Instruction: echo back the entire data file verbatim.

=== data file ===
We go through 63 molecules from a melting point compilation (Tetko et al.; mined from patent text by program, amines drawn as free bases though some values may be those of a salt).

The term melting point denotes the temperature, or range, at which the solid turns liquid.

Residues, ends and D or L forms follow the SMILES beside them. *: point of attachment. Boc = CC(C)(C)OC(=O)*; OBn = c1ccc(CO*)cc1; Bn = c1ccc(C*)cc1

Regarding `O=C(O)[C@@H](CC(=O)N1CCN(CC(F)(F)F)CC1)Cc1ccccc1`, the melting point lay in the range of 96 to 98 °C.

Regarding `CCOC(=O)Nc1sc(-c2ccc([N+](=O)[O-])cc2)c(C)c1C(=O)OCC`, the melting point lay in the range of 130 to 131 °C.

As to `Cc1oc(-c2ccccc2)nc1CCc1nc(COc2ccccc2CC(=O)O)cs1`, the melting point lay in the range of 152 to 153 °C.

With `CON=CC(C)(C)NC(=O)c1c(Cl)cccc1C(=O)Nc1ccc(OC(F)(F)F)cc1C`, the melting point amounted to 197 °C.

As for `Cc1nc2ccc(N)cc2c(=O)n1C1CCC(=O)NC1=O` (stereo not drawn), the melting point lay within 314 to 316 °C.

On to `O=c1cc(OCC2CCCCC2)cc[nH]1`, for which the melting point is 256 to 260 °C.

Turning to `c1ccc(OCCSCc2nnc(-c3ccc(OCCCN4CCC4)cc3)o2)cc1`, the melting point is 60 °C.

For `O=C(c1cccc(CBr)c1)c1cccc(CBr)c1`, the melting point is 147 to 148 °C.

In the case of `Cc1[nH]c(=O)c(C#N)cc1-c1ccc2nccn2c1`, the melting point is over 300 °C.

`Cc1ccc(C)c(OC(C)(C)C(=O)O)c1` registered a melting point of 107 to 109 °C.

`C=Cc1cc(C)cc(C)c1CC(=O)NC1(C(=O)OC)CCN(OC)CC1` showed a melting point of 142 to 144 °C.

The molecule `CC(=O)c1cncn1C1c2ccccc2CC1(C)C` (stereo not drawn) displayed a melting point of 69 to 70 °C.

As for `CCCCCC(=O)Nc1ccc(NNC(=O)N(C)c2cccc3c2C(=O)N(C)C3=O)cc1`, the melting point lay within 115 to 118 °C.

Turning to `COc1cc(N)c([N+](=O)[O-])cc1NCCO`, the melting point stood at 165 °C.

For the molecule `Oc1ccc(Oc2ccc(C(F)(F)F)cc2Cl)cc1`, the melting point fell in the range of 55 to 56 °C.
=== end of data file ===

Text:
We go through 63 molecules from a melting point compilation (Tetko et al.; mined from patent text by program, amines drawn as free bases though some values may be those of a salt).

The term melting point denotes the temperature, or range, at which the solid turns liquid.

Residues, ends and D or L forms follow the SMILES beside them. *: point of attachment. Boc = CC(C)(C)OC(=O)*; OBn = c1ccc(CO*)cc1; Bn = c1ccc(C*)cc1

Regarding `O=C(O)[C@@H](CC(=O)N1CCN(CC(F)(F)F)CC1)Cc1ccccc1`, the melting point lay in the range of 96 to 98 °C.

Regarding `CCOC(=O)Nc1sc(-c2ccc([N+](=O)[O-])cc2)c(C)c1C(=O)OCC`, the melting point lay in the range of 130 to 131 °C.

As to `Cc1oc(-c2ccccc2)nc1CCc1nc(COc2ccccc2CC(=O)O)cs1`, the melting point lay in the range of 152 to 153 °C.

With `CON=CC(C)(C)NC(=O)c1c(Cl)cccc1C(=O)Nc1ccc(OC(F)(F)F)cc1C`, the melting point amounted to 197 °C.

As for `Cc1nc2ccc(N)cc2c(=O)n1C1CCC(=O)NC1=O` (stereo not drawn), the melting point lay within 314 to 316 °C.

On to `O=c1cc(OCC2CCCCC2)cc[nH]1`, for which the melting point is 256 to 260 °C.

Turning to `c1ccc(OCCSCc2nnc(-c3ccc(OCCCN4CCC4)cc3)o2)cc1`, the melting point is 60 °C.

For `O=C(c1cccc(CBr)c1)c1cccc(CBr)c1`, the melting point is 147 to 148 °C.

In the case of `Cc1[nH]c(=O)c(C#N)cc1-c1ccc2nccn2c1`, the melting point is over 300 °C.

`Cc1ccc(C)c(OC(C)(C)C(=O)O)c1` registered a melting point of 107 to 109 °C.

`C=Cc1cc(C)cc(C)c1CC(=O)NC1(C(=O)OC)CCN(OC)CC1` showed a melting point of 142 to 144 °C.

The molecule `CC(=O)c1cncn1C1c2ccccc2CC1(C)C` (stereo not drawn) displayed a melting point of 69 to 70 °C.

As for `CCCCCC(=O)Nc1ccc(NNC(=O)N(C)c2cccc3c2C(=O)N(C)C3=O)cc1`, the melting point lay within 115 to 118 °C.

Turning to `COc1cc(N)c([N+](=O)[O-])cc1NCCO`, the melting point stood at 165 °C.

For the molecule `Oc1ccc(Oc2ccc(C(F)(F)F)cc2Cl)cc1`, the melting point fell in the range of 55 to 56 °C.